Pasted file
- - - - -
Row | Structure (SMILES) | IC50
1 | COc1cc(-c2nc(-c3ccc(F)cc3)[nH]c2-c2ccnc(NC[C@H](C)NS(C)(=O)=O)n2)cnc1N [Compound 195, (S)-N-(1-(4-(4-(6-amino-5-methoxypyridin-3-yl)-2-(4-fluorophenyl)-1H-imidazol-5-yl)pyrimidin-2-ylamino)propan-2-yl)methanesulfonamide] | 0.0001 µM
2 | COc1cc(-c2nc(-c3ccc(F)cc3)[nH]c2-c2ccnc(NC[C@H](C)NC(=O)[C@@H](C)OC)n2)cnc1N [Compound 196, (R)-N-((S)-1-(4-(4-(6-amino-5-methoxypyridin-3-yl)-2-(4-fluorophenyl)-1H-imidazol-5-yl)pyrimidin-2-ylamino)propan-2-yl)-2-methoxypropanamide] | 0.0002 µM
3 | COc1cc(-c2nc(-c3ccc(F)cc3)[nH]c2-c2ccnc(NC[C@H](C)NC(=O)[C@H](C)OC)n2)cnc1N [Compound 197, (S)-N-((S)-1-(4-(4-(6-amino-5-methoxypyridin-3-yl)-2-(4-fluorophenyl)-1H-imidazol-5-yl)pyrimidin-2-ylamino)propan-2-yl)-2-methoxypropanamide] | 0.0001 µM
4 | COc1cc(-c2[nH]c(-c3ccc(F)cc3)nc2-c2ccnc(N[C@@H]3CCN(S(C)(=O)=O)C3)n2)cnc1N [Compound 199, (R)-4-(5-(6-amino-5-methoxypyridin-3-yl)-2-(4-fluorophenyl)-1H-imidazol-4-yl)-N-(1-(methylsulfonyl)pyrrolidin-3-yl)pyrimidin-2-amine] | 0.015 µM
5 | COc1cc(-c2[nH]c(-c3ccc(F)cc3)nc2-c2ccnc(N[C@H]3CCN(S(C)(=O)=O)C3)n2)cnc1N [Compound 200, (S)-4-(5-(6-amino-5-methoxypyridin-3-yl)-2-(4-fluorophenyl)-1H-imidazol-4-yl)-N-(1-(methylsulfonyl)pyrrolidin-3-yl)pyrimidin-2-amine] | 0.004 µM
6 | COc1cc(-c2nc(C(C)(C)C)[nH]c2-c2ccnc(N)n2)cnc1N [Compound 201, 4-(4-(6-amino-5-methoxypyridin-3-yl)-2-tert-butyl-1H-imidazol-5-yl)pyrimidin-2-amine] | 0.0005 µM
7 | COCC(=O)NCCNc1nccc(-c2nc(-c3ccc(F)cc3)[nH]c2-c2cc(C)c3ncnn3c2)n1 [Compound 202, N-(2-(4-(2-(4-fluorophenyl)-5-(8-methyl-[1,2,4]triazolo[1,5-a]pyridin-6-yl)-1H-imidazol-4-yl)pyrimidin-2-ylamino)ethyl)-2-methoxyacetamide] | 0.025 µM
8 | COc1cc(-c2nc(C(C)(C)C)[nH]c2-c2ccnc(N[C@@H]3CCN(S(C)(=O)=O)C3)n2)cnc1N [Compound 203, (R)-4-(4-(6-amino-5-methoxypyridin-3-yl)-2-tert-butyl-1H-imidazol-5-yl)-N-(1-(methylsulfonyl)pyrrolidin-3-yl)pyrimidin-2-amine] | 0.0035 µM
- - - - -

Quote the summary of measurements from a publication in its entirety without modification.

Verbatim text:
Row | Structure (SMILES) | IC50
1 | COc1cc(-c2nc(-c3ccc(F)cc3)[nH]c2-c2ccnc(NC[C@H](C)NS(C)(=O)=O)n2)cnc1N [Compound 195, (S)-N-(1-(4-(4-(6-amino-5-methoxypyridin-3-yl)-2-(4-fluorophenyl)-1H-imidazol-5-yl)pyrimidin-2-ylamino)propan-2-yl)methanesulfonamide] | 0.0001 µM
2 | COc1cc(-c2nc(-c3ccc(F)cc3)[nH]c2-c2ccnc(NC[C@H](C)NC(=O)[C@@H](C)OC)n2)cnc1N [Compound 196, (R)-N-((S)-1-(4-(4-(6-amino-5-methoxypyridin-3-yl)-2-(4-fluorophenyl)-1H-imidazol-5-yl)pyrimidin-2-ylamino)propan-2-yl)-2-methoxypropanamide] | 0.0002 µM
3 | COc1cc(-c2nc(-c3ccc(F)cc3)[nH]c2-c2ccnc(NC[C@H](C)NC(=O)[C@H](C)OC)n2)cnc1N [Compound 197, (S)-N-((S)-1-(4-(4-(6-amino-5-methoxypyridin-3-yl)-2-(4-fluorophenyl)-1H-imidazol-5-yl)pyrimidin-2-ylamino)propan-2-yl)-2-methoxypropanamide] | 0.0001 µM
4 | COc1cc(-c2[nH]c(-c3ccc(F)cc3)nc2-c2ccnc(N[C@@H]3CCN(S(C)(=O)=O)C3)n2)cnc1N [Compound 199, (R)-4-(5-(6-amino-5-methoxypyridin-3-yl)-2-(4-fluorophenyl)-1H-imidazol-4-yl)-N-(1-(methylsulfonyl)pyrrolidin-3-yl)pyrimidin-2-amine] | 0.015 µM
5 | COc1cc(-c2[nH]c(-c3ccc(F)cc3)nc2-c2ccnc(N[C@H]3CCN(S(C)(=O)=O)C3)n2)cnc1N [Compound 200, (S)-4-(5-(6-amino-5-methoxypyridin-3-yl)-2-(4-fluorophenyl)-1H-imidazol-4-yl)-N-(1-(methylsulfonyl)pyrrolidin-3-yl)pyrimidin-2-amine] | 0.004 µM
6 | COc1cc(-c2nc(C(C)(C)C)[nH]c2-c2ccnc(N)n2)cnc1N [Compound 201, 4-(4-(6-amino-5-methoxypyridin-3-yl)-2-tert-butyl-1H-imidazol-5-yl)pyrimidin-2-amine] | 0.0005 µM
7 | COCC(=O)NCCNc1nccc(-c2nc(-c3ccc(F)cc3)[nH]c2-c2cc(C)c3ncnn3c2)n1 [Compound 202, N-(2-(4-(2-(4-fluorophenyl)-5-(8-methyl-[1,2,4]triazolo[1,5-a]pyridin-6-yl)-1H-imidazol-4-yl)pyrimidin-2-ylamino)ethyl)-2-methoxyacetamide] | 0.025 µM
8 | COc1cc(-c2nc(C(C)(C)C)[nH]c2-c2ccnc(N[C@@H]3CCN(S(C)(=O)=O)C3)n2)cnc1N [Compound 203, (R)-4-(4-(6-amino-5-methoxypyridin-3-yl)-2-tert-butyl-1H-imidazol-5-yl)-N-(1-(methylsulfonyl)pyrrolidin-3-yl)pyrimidin-2-amine] | 0.0035 µM